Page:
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Modelling microglial function with induced pluripotent stem cells: an update


It is becoming increasingly apparent that microglia, the immune cells of the CNS, and their peripheral counterparts, macrophages, have a major role in normal physiology and pathology. Recent technological advances in the production of particular cell types from induced pluripotent stem cells have led to an interest in applying this methodology to the production of microglia. Here, we discuss recent advances in this area and describe how they will aid our future understanding of microglia.

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Author information

J.M.P. made a substantial contribution to discussions of the content of the article. J.M.P. and T.M.P. researched data for the article, wrote the article and reviewed and/or edited the manuscript before submission.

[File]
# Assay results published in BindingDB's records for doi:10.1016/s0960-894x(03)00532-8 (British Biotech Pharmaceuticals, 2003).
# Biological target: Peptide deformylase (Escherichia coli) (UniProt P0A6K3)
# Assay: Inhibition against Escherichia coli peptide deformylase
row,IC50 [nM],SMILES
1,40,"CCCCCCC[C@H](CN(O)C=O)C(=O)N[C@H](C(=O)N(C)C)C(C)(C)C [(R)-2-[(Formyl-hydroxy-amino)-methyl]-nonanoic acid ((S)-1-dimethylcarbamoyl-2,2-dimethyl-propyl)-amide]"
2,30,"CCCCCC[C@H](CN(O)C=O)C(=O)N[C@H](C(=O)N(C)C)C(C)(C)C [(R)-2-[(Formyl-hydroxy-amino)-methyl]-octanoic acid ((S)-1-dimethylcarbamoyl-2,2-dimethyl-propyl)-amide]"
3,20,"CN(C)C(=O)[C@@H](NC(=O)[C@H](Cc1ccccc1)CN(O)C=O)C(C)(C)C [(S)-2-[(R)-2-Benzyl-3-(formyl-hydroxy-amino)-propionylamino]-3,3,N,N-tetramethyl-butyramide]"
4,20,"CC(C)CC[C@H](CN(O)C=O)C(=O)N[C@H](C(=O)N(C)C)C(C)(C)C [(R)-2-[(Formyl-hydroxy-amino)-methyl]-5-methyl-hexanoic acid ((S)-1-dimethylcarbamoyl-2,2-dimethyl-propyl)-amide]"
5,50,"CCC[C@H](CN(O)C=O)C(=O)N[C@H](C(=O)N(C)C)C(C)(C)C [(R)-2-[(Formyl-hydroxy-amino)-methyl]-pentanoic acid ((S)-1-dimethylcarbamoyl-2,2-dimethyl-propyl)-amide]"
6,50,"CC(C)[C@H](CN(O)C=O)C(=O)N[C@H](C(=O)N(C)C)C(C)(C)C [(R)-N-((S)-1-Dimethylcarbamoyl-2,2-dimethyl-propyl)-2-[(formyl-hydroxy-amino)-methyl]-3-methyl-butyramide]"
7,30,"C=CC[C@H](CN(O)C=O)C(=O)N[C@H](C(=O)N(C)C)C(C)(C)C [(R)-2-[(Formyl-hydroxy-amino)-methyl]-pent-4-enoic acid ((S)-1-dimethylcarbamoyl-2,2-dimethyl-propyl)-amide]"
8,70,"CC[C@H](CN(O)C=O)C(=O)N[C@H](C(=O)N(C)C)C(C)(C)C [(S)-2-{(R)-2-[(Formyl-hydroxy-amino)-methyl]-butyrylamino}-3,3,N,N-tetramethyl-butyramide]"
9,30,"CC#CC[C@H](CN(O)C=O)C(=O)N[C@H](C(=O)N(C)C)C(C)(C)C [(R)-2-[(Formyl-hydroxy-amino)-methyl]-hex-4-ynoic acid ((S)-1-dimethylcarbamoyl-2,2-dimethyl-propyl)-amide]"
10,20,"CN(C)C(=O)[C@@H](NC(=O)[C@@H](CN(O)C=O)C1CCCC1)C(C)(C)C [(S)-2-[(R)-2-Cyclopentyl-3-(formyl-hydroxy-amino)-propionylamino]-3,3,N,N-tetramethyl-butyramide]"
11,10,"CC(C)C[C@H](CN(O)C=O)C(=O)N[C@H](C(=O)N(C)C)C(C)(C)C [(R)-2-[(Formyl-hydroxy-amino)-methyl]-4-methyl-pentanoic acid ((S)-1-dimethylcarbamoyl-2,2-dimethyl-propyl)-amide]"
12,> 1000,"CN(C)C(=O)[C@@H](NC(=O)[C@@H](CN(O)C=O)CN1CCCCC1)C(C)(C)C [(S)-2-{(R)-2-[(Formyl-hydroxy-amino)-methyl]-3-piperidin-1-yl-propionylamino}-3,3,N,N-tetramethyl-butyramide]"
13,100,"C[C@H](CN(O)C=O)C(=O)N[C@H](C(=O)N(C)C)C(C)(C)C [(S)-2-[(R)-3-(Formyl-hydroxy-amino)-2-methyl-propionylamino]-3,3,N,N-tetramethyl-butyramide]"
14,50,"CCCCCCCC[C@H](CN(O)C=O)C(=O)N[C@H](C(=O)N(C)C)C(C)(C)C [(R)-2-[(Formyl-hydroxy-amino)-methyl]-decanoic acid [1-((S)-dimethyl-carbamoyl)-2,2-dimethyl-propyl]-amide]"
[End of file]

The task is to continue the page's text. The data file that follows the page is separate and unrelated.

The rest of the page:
Competing interests

The authors declare no competing interests.

Correspondence to Jennifer M. Pocock or Thomas M. Piers.

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Further reading

Fig. 1: The physiological and pathological functions of microglia.
Fig. 2: Induced pluripotent stem cell-derived microglia phenotype characterization: basic and comprehensive.